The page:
Lastly, if you don’t have the staff to spare to run around with the tablets at set times in order to facilitate the virtual visits, an alternative is asynchronous video communication. The Pandemic prompted us to develop this add-on feature in order to reduce the number of e-visits and give staff more flexibility. This became useful, especially when things have to be shifted to accommodate the unexpected. At the same time, giving families the possibility to upload videos for the resident as well as viewing videos that staff may record, keeps the family engaged and up to date with minimal input from staff. It’s as easy as scanning a QR code and pressing play.

To learn more about asynchronous video communication, visit our Addons page.


Guest Writer Laura Steuer

You say you’re lonely. You work from home, see only a few people at a time, go online to connect. Now, just imagine you’ve been confined for 6 months to your room – no, not your house, your room. You are elderly, or ill, and COVID restrictions in your nursing home have meant that everything has changed. So no group meals, no social activities, no friends and family allowed to visit (or perhaps, worse, you don’t have any friends or family at all).

Loneliness and social isolation have been clearly linked to impaired mental and physical health, even a reduction in lifespan. For instance, social scientists know this; senior caregiversknow this, and familiesknow this. Here is a link to an online search for “lonelinessepidemic” – you’ll find an unsettlingly immense number of articles.

COVID solutions for our country – not simple or quick. Loneliness solutions for our elderly – immediate and easy ways to make a difference:


Friendly Voices phone buddies

A program dedicated to seniors living in care facilities. Friendly Voices provides weekly phone companionship and conversation by trained, compassionate volunteers. Thus, each senior is matched with his/her own volunteer phone buddy to maintain consistency and ongoing personal connection. HIPAA compliant; multi-lingual volunteers; completely free. Staff or family can easily sign up their loved ones for a phone buddy through our website.

“We listen if the senior wants to talk. We talk if the senior wants to listen.”


Friendship Line, Institute on Aging

The Friendship Line is a crisis intervention hotline as well as a warmline for non-emergency emotional support calls. Founded in 1973 by Dr. Patrick Arbore, Director of IOA’s Center for Elderly Suicide Prevention. On top of that, the organization is accredited by the American Association of Suicidology. Because of this, Friendship Line provides round-the-clock crisis support services.


AARP Community Connections phone calls

AARP Friendly Voice program exists to help those living in isolation. To elaborate, it provides people with a phone line where they can request a callback from one of the trained, caring, volunteers standing by ready to chat, listen, or just say hello.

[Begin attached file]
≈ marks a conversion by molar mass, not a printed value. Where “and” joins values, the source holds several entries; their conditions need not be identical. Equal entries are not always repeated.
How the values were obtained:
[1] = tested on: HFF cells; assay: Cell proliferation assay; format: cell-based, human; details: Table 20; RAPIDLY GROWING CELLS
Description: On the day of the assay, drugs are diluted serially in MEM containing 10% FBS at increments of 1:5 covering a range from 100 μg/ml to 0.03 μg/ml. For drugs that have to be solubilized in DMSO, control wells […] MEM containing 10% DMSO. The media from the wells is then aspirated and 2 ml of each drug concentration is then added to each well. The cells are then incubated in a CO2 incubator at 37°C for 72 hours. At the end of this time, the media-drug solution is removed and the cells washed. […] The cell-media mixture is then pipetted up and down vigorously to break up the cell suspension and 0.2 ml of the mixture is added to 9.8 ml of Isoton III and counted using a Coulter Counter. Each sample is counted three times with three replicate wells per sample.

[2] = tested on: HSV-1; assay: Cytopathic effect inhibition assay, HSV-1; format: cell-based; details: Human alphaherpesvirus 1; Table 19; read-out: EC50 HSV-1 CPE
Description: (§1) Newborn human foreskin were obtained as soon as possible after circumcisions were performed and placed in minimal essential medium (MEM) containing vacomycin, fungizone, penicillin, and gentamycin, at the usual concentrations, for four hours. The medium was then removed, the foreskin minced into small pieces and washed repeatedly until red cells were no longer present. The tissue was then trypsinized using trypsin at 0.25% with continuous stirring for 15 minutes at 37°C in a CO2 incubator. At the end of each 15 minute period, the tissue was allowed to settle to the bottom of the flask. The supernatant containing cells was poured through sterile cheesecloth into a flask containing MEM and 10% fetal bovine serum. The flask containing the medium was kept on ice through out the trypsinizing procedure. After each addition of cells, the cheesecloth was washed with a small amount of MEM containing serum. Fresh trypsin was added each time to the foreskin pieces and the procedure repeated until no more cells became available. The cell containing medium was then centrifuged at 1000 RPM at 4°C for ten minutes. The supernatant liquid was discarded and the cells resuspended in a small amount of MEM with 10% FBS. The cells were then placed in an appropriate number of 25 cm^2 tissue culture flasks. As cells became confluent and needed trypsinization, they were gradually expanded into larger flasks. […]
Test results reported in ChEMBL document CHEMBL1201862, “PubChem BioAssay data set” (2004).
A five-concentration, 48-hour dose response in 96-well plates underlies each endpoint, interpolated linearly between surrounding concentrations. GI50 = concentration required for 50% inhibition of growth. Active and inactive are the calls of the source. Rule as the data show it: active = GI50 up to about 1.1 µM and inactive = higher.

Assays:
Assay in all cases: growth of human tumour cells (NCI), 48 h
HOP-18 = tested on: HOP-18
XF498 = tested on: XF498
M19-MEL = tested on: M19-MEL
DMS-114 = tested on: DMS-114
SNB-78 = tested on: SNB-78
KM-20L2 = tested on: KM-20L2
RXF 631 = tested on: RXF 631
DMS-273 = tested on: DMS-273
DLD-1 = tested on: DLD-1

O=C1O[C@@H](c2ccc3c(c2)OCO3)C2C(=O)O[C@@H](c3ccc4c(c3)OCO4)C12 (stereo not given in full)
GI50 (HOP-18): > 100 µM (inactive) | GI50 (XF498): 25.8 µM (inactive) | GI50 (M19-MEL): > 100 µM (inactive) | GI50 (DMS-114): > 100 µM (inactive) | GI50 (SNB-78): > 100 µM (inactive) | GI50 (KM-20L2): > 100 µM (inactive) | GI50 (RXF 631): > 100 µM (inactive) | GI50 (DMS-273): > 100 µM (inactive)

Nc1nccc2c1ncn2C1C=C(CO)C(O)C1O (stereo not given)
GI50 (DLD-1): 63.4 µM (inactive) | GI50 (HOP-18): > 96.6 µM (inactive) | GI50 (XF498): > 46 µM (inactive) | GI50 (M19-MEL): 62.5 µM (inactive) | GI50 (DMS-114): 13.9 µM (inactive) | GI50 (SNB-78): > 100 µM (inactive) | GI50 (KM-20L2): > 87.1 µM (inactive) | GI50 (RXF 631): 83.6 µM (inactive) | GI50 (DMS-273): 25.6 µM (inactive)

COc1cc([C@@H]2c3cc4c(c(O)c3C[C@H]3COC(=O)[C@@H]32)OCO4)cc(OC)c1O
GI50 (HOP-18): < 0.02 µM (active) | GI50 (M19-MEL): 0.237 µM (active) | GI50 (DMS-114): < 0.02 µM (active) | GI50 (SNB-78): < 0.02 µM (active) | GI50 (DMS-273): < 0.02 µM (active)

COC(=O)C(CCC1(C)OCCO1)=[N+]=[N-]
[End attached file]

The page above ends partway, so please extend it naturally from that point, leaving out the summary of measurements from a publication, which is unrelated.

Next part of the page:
This Indiana-based, student-started, United Way featured, started as a COVID support system for the elderly in the state. During the initial phases of the pandemic in the state, they were also offering to help seniors with tasks if there were volunteers in the local community. However, the scope of the service has extended beyond the initial county into the nearby states. As of writing, tasks are no longer a service they provide due to COVID concerns and local restrictions. On the other hand, they started a monthly book club to offer communality in the discussion between seniors and volunteers.


Calls of Care

Created in 2020 during the height of the COVID-19 Pandemic Calls of Care is a non-profit foundation. A mother and two daughters with the mission of organizing and creating a connection between college and high school students to senior living provider residents via phone calls. In addition to it’s activity in it’s home state of California, Calls of Care is active all across the East coast as well. You can view participating high schools, colleges, and universities here.


Forget Me Not phone calls

The Forget Me Not-Friendly Phone Call Program is an intergenerational non-profit organization based in San Jose. Established in 2019, it aims to connect compassionate high school volunteers to the local aging community. It does this by forming stronger social bonds and long-lasting friendships through weekly telephone calls.


Virtual Companions

Virtual Companions is a non-profit working to foster acts of kindness and meaningful companionships between generations through conversation, community, and the arts. They are working to combat loneliness and ageism by fostering genuine connections. To do this, they empower socially isolated individuals to connect, create, and collaborate. It does all this through four outreach pillars: virtual concerts, cards and crafts, pen-pals, and phone pals. Virtual Companions brings joy through music, service, and the arts to those who need it most.


Meals on Wheels phone buddies

This service is part of the larger Senior Life Resources non-profit based in Richland Washington. Meals on Wheels provides nutritional support to the elderly within the tri-city area. The onset of COVID prompted a shift to connect the isolated seniors being served by the program. Seniors have the possibility to opt-in; with the drivers or other willing volunteers.


A Friendly Voice phone line